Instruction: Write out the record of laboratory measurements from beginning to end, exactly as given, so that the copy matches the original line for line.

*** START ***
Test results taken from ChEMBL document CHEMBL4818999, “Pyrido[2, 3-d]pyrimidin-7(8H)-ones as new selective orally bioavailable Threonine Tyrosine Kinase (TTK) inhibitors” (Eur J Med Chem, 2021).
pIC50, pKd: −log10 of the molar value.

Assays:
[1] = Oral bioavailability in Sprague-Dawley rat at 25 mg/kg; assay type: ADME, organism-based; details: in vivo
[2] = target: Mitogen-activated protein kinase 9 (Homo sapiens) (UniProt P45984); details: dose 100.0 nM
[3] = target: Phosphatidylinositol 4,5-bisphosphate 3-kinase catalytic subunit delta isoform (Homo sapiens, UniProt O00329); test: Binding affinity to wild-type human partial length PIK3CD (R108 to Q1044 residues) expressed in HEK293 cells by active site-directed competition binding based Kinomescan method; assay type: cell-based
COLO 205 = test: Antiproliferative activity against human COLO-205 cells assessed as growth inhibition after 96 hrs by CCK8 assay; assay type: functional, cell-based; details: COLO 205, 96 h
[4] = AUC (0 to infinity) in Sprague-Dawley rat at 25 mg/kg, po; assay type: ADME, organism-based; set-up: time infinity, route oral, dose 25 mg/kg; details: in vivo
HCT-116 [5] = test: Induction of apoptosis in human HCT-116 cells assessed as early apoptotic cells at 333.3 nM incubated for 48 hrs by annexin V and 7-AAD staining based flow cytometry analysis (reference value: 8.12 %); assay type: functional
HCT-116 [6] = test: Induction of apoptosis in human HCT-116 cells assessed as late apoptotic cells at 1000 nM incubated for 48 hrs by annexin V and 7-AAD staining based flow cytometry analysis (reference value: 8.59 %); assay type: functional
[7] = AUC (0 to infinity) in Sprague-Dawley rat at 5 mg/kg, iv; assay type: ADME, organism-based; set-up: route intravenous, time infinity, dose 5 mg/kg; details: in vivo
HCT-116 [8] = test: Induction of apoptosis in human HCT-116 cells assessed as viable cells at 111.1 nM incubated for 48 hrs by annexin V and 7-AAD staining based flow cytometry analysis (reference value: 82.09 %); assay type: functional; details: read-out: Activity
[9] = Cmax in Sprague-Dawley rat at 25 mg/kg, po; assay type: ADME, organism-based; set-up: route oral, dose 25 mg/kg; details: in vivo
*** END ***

Test results taken from ChEMBL document CHEMBL4818999, “Pyrido[2, 3-d]pyrimidin-7(8H)-ones as new selective orally bioavailable Threonine Tyrosine Kinase (TTK) inhibitors” (Eur J Med Chem, 2021).
pIC50, pKd: −log10 of the molar value.

Assays:
[1] = Oral bioavailability in Sprague-Dawley rat at 25 mg/kg; assay type: ADME, organism-based; details: in vivo
[2] = target: Mitogen-activated protein kinase 9 (Homo sapiens) (UniProt P45984); details: dose 100.0 nM
[3] = target: Phosphatidylinositol 4,5-bisphosphate 3-kinase catalytic subunit delta isoform (Homo sapiens, UniProt O00329); test: Binding affinity to wild-type human partial length PIK3CD (R108 to Q1044 residues) expressed in HEK293 cells by active site-directed competition binding based Kinomescan method; assay type: cell-based
COLO 205 = test: Antiproliferative activity against human COLO-205 cells assessed as growth inhibition after 96 hrs by CCK8 assay; assay type: functional, cell-based; details: COLO 205, 96 h
[4] = AUC (0 to infinity) in Sprague-Dawley rat at 25 mg/kg, po; assay type: ADME, organism-based; set-up: time infinity, route oral, dose 25 mg/kg; details: in vivo
HCT-116 [5] = test: Induction of apoptosis in human HCT-116 cells assessed as early apoptotic cells at 333.3 nM incubated for 48 hrs by annexin V and 7-AAD staining based flow cytometry analysis (reference value: 8.12 %); assay type: functional
HCT-116 [6] = test: Induction of apoptosis in human HCT-116 cells assessed as late apoptotic cells at 1000 nM incubated for 48 hrs by annexin V and 7-AAD staining based flow cytometry analysis (reference value: 8.59 %); assay type: functional
[7] = AUC (0 to infinity) in Sprague-Dawley rat at 5 mg/kg, iv; assay type: ADME, organism-based; set-up: route intravenous, time infinity, dose 5 mg/kg; details: in vivo
HCT-116 [8] = test: Induction of apoptosis in human HCT-116 cells assessed as viable cells at 111.1 nM incubated for 48 hrs by annexin V and 7-AAD staining based flow cytometry analysis (reference value: 82.09 %); assay type: functional; details: read-out: Activity
[9] = Cmax in Sprague-Dawley rat at 25 mg/kg, po; assay type: ADME, organism-based; set-up: route oral, dose 25 mg/kg; details: in vivo